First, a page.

Patriarchy was not simply brought to Barbie Land. The blatant display of horses as an apparent show of masculinity to counteract Barbie’s pink world, and establishing his Mojo Dojo Casa House at Barbie’s expense manifest Ken’s desire to overrule Barbie into becoming his “long-term long-distance low-commitment casual girlfriend.” Then there was Mattel intern Aaron Dinkins, played by Connor Swindells, asking Mattel’s male-dominated executives, “I’m a man with no power. Does that make me a woman?”


It is also a wake-up call to show the reality of patriarchy and how it shaped the real world into becoming a difficult place for women.

“Barbie” hits the audience over the head with on-the-nose dialogues and visuals is an intentional move on Gerwig’s part to portray how patriarchy always existed since the beginning of time. The film holds men accountable for seeing Barbie as an object, such that every young girl aspires to emulate the beauty of their Barbie doll.

In many sequences, Barbie bore the discomfort of being catcalled, indicating that women don’t want to just stand still and look pretty. The mere fact that that there are so many variations of Barbie dolls around the world shows that women “can be anything,” if they set their mind to it — a journalist, lawyer, diplomat, doctor, president, or even just an “average Barbie” who wants to get through life.

Margo Robbie as Barbie. Image from Warner Bros. Pictures.

Margo Robbie as Barbie. Image from Warner Bros. Pictures.

But it’s not perfect. There were certain scenes that felt like Mattel was trying to lampshade its shortcomings in pop culture as some sort of a schtick, only for it to be sidestepped in the end. The executives immediately turning down Gloria’s “average Barbie” proposal only to accept her idea since it “makes money” is a glaring example of this. The CEO (Will Ferrell) telling Barbie that the corporation has had “two female CEOs” since its launch, as a defensive response to her inquiry about female leaders is another. Does it somewhat portray the company hiding itself with satire in hopes of freeing themselves from being accountable for its errors? We may never know.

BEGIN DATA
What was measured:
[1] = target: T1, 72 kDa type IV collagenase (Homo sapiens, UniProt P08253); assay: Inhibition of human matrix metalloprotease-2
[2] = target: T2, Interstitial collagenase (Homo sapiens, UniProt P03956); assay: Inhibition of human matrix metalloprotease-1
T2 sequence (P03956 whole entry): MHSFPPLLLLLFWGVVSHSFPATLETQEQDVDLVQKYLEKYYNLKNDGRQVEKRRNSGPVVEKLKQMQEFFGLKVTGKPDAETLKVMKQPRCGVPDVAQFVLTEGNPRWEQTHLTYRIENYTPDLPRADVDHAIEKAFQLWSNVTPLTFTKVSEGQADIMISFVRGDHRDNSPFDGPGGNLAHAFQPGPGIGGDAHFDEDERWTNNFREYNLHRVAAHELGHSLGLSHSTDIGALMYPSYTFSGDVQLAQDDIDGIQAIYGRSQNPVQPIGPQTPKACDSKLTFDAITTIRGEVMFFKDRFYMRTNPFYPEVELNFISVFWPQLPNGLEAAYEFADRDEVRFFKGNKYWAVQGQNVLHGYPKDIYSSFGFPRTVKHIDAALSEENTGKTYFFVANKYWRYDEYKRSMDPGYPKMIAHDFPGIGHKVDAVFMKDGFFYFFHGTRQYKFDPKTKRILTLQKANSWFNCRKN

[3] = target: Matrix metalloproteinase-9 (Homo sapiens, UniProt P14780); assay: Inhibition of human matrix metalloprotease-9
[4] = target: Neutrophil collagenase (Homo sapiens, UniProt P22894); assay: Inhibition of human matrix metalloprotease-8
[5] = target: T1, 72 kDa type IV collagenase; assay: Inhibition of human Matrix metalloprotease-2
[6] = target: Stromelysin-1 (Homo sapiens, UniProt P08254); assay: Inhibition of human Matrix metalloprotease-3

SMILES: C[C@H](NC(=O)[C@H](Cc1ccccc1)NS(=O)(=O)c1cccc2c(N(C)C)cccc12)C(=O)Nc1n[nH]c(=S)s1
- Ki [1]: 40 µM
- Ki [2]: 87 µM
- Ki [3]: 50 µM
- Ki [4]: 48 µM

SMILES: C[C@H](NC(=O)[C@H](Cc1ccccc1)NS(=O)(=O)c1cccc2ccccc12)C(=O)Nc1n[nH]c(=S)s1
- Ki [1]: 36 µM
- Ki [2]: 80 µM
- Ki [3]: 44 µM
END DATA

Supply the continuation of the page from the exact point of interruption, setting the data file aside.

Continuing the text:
Another critique would be fumbling with the loose ends of Barbie Land’s improved constitution in the final act. How will the Barbies treat the outcast dolls, the discontinued Barbies, and Kens? What happens to Gosling after donning his “Kenough” sweater, and how will he establish his identity without her? How will Barbie Land move forward after its past hardships?

Warner Bros studio says a map in its upcoming "Barbie" movie of the South China Sea is a "child-like" drawing with no intended significance

FILE PHOTO: Actor Margot Robbie is photographed during a photo call for the upcoming Warner Bros film “Barbie” in Los Angeles, California, United States, June 25, 2023. REUTERS/Mike Blake/File Photo

This film is a 114-minute romp that triggered “a particular ripple in the universe,” which was pointed out by Gerwig herself. Hari Nef’s Dr. Barbie is one of those ripples that seemed mundane to outsiders, yet it’s a sliver of hope for those who need it too.

Come to think of it, women dressed their Barbie dolls as a form of manifestation to the universe of what they wanted to be in the future. Even if the real world “has one ending,” the film reminds viewers that anyone’s destiny can be shaped with its “ever-evolving history.”

Your subscription could not be saved. Please try again.
Your subscription has been successful.

Subscribe to our daily newsletter

By providing an email address. I agree to the Terms of Use and acknowledge that I have read the Privacy Policy.

Some might end up taking a high-paying job or fulfilling a life-changing purpose, but there’s nothing wrong in ending up like Ferrera’s “average” life. EDV


‘Barbie’ takes the box office crown and ‘Oppenheimer’ soars in a historic weekend

Movie fans hit the multiplexes for ‘Barbenheimer’

TAGS: America Ferrera, Barbie, Greta Gerwig, Margot Robbie, Ryan Gosling

© Copyright 1997-2024 | All Rights Reserved

We use cookies to ensure you get the best experience on our website. By continuing, you are agreeing to our use of cookies. To find out more, please click this link.